The Environmental Protection Agency this week ramped up pressure on Baltimore to complete two long-delayed projects designed to protect drinking water sources by building storage tanks underground. The federal agency gave the city until the end of the year to finish the required work.

Intervention by the EPA follows years of delays by the city in coming into compliance with federal regulations at its Druid Lake and Lake Ashburton reservoirs. In its order, sent Monday, the EPA set a Nov. 30 deadline to get tanks into operation at Ashburton and a Dec. 30 for the project at Druid Lake.

The federal government set regulations in 2006 requiring open-air sources of drinking water to be either covered or treated to protect against contamination, such as from litter or animal waste, while giving jurisdictions until 2009 to get approval for their compliance plans. In mandating the end-of-year deadline for Baltimore, the EPA pointed to the recent E. coli scare in the city’s drinking water system, which left thousands of homes in West Baltimore under a boil-water advisory for close to a week in September.

In addition to the deadlines, the EPA laid out several reporting and monitoring requirements and gave the city seven days to respond.

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In a statement, Baltimore Department of Public Works spokesperson Blair Adams cited “unforeseen site conditions” and pandemic-induced delays as challenges that have held up the two projects. But the city is “getting closer to completion,” Adams said, and expects to have the water tanks operating by year’s end, “barring unforeseen delays.”

She added that remaining work to clear the construction sites and establish new park amenities in their place will be completed by early or mid-2024.

Under the federal regulations, Baltimore was required to complete projects to protect drinking water at five city-managed reservoirs, three of which came into compliance between 2013 and 2019, according to the order, while Druid Lake and Ashburton remained uncovered and untreated.

While the EPA’s order only requires the underground tanks at the two reservoirs to be functional, the city is pursuing much-anticipated plans to redevelop the areas on top for recreation. At Druid Hill Park, the city plans to convert the covered part of the lake into more green space and to open up the uncovered portion for swimming and kayaking. For now, a large field of dirt covers the Druid Lake project area, where the tanks have been buried but are not yet operational.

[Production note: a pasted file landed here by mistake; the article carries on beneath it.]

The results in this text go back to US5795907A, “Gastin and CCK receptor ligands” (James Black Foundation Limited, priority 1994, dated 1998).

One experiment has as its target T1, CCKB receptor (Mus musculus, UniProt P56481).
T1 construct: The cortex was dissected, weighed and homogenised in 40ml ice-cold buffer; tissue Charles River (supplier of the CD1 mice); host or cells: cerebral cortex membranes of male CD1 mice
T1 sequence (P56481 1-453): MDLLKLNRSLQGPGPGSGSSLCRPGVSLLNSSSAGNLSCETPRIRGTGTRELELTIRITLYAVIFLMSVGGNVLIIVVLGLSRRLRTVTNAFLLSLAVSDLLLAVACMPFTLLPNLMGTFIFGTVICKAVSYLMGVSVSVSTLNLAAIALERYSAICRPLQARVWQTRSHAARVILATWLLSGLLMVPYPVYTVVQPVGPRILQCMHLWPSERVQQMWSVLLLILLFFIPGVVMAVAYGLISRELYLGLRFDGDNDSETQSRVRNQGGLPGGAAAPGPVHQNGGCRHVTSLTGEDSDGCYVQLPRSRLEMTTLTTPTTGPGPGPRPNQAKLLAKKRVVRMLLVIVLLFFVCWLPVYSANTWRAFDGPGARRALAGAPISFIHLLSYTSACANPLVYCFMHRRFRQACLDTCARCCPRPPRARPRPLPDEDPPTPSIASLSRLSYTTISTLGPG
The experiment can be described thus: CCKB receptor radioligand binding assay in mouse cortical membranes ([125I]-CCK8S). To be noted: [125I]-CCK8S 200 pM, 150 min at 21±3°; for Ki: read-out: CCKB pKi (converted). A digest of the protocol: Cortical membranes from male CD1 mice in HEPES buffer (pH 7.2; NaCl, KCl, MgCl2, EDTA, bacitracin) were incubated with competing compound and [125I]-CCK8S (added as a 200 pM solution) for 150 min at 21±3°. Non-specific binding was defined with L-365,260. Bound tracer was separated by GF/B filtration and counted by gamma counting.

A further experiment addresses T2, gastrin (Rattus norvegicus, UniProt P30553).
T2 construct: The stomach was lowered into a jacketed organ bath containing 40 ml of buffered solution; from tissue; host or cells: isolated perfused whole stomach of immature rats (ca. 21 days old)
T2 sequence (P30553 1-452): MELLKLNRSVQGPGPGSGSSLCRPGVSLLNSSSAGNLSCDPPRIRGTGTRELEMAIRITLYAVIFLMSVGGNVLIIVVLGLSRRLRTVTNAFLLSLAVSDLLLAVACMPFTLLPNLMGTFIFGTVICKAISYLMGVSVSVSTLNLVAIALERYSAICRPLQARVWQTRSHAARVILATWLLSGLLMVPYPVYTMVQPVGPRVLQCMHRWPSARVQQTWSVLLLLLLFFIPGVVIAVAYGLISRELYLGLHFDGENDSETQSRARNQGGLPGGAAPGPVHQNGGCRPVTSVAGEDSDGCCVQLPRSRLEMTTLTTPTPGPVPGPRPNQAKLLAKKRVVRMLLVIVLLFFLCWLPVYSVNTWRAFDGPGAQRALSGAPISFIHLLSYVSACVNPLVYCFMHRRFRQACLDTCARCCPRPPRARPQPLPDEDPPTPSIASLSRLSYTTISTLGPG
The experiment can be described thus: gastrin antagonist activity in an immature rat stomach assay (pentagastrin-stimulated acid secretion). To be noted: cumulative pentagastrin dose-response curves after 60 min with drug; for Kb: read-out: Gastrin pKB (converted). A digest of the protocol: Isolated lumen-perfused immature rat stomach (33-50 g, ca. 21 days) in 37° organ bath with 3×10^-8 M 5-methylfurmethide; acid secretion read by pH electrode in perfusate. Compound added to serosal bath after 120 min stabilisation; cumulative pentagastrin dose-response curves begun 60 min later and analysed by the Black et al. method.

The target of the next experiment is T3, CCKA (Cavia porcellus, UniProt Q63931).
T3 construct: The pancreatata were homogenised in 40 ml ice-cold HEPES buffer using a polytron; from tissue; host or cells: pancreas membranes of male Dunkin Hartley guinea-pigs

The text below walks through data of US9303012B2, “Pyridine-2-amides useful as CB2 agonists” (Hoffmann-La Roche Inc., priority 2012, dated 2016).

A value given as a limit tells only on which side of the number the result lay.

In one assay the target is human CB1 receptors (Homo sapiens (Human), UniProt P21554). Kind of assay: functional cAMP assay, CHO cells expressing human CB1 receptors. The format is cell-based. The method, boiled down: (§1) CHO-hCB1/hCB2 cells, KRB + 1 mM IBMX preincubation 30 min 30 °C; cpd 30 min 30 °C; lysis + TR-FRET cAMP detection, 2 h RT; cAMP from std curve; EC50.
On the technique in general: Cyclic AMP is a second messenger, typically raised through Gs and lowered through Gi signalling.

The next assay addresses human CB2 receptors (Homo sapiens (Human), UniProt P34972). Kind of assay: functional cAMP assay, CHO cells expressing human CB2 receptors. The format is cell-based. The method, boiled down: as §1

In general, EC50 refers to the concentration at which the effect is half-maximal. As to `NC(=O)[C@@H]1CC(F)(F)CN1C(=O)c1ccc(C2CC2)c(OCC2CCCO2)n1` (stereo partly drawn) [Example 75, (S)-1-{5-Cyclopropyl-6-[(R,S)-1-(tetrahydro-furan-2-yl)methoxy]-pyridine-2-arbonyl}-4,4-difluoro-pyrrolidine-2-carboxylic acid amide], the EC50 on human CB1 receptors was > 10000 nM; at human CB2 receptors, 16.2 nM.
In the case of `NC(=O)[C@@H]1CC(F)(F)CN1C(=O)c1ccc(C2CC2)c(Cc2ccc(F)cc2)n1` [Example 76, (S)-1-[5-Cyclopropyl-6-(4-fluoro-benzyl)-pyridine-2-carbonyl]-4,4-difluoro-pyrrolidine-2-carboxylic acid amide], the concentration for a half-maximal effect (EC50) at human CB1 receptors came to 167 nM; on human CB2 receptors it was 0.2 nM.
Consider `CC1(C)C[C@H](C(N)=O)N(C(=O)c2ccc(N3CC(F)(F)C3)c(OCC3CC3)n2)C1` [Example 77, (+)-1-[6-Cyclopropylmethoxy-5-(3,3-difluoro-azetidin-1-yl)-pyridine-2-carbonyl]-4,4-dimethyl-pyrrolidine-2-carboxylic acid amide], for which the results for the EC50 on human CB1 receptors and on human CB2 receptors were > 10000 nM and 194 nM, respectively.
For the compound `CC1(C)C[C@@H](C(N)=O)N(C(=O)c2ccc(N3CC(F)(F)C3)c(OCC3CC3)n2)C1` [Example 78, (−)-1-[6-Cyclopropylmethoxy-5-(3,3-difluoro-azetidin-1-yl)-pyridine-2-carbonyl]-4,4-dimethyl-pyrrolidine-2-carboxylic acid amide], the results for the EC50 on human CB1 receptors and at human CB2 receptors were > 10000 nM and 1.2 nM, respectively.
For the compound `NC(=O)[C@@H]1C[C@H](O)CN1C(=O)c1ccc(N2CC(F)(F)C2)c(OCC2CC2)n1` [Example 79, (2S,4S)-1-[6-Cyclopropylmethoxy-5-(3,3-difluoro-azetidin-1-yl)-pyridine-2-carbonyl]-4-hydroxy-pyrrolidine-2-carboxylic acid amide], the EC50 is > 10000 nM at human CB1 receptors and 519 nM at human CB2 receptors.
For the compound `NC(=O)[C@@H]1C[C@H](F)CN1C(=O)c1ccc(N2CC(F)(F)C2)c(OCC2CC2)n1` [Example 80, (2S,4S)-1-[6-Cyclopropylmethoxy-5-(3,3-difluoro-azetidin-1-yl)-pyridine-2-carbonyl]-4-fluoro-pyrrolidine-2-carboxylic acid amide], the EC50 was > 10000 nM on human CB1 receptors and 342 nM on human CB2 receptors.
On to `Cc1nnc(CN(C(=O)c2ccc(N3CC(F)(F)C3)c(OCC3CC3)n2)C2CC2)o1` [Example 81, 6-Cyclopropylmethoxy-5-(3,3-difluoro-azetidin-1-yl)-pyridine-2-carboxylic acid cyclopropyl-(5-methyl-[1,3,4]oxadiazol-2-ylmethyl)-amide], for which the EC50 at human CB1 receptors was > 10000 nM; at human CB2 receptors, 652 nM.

The public works department said in a status update last year that it was on pace to complete the undergrounding of the Druid Lake tanks by this fall.

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A rendering created as part of The Druid Lake Vision Plan includes new amenities which compliment recreational water access.
A rendering created as part of The Druid Lake Vision Plan includes new amenities that compliment recreational water access. (Baltimore City Recreation and Parks)

The EPA’s order details a long chain of correspondence involving Baltimore City officials, the federal environmental agency and the Maryland Department of the Environment, in which the city asked for repeated extensions.

The Maryland Department of the Environment in 2009 approved the city’s schedule for completing all five of its reservoir projects, but the state agency did not have authority to sign off on the city’s plans at the time, according to the EPA order. Federal officials settled on deadlines with the city to complete work at Ashburton in 2016 and at Druid Lake in 2018.

But in 2015, the city asked for more time after deciding against covering the reservoirs and instead switching to an underground tank system, a response it attributed to public input. The EPA approved those requests and extended deadlines for the two projects to 2021.

By May 2021, however, the city alerted federal officials that it would not meet the revised deadlines. This triggered a series of exchanges between the two sides in 2021 and 2022, with the city seeking extra time and the EPA asking for more information to justify the delays. City officials cited contractor and supply chain issues from the pandemic as among the reasons it needed more time.

Then, last August, the city reported that it could achieve “functional use of the tanks” at both Ashburton and Druid Lake by this past February. The city again missed those deadlines.

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The EPA order goes on to note that just days after Baltimore City had set those deadlines, the public works department reported contamination of E. coli and other bacteria in the West Baltimore drinking system. Federal officials later attributed September’s E. coli scare to a confluence of events, including a broken stormwater drain that led to dangerously low water levels at Druid Lake and a sinkhole near Lake Ashburton, both of which, the EPA noted, supply water to West Baltimore.

The EPA also laid out numerous reporting and monitoring requirements for the city, including monthly testing for the presence of cryptosporidium and Giardia, animal-borne bacteria.

While efforts to bring the Ashburton and Druid Lake reservoirs into compliance have languished, Baltimore’s other three formerly open reservoirs did so several years ago: The Towson Reservoir met federal regulations in 2013, the Montebello Reservoir in 2014 and the Guilford Reservoir in 2019, according to the EPA order.

Adam Willis covers city government for The Banner, including the impacts of the large COVID-19 stimulus package that Baltimore received from the federal government.

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